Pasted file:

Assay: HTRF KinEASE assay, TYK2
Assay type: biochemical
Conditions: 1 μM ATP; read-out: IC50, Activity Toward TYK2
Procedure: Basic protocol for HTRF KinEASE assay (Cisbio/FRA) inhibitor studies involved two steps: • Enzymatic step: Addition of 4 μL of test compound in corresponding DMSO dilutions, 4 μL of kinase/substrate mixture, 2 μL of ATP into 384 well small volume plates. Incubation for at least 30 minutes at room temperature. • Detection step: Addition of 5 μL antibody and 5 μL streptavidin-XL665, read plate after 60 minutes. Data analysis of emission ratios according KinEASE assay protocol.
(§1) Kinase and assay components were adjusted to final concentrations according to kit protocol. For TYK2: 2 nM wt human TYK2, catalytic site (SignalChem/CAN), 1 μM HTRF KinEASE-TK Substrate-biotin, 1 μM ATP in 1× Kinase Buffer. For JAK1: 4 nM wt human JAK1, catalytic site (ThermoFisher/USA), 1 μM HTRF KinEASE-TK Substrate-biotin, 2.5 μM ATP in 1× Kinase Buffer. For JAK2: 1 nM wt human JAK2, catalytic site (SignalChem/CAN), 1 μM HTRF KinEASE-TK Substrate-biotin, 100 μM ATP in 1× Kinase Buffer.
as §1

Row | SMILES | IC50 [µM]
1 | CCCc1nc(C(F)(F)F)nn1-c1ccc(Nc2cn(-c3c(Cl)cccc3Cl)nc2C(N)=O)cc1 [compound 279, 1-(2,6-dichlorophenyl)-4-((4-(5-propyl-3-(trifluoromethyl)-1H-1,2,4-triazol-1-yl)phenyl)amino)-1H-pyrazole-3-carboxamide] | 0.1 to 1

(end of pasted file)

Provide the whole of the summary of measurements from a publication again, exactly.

Assay: HTRF KinEASE assay, TYK2
Assay type: biochemical
Conditions: 1 μM ATP; read-out: IC50, Activity Toward TYK2
Procedure: Basic protocol for HTRF KinEASE assay (Cisbio/FRA) inhibitor studies involved two steps: • Enzymatic step: Addition of 4 μL of test compound in corresponding DMSO dilutions, 4 μL of kinase/substrate mixture, 2 μL of ATP into 384 well small volume plates. Incubation for at least 30 minutes at room temperature. • Detection step: Addition of 5 μL antibody and 5 μL streptavidin-XL665, read plate after 60 minutes. Data analysis of emission ratios according KinEASE assay protocol.
(§1) Kinase and assay components were adjusted to final concentrations according to kit protocol. For TYK2: 2 nM wt human TYK2, catalytic site (SignalChem/CAN), 1 μM HTRF KinEASE-TK Substrate-biotin, 1 μM ATP in 1× Kinase Buffer. For JAK1: 4 nM wt human JAK1, catalytic site (ThermoFisher/USA), 1 μM HTRF KinEASE-TK Substrate-biotin, 2.5 μM ATP in 1× Kinase Buffer. For JAK2: 1 nM wt human JAK2, catalytic site (SignalChem/CAN), 1 μM HTRF KinEASE-TK Substrate-biotin, 100 μM ATP in 1× Kinase Buffer.
as §1

Row | SMILES | IC50 [µM]
1 | CCCc1nc(C(F)(F)F)nn1-c1ccc(Nc2cn(-c3c(Cl)cccc3Cl)nc2C(N)=O)cc1 [compound 279, 1-(2,6-dichlorophenyl)-4-((4-(5-propyl-3-(trifluoromethyl)-1H-1,2,4-triazol-1-yl)phenyl)amino)-1H-pyrazole-3-carboxamide] | 0.1 to 1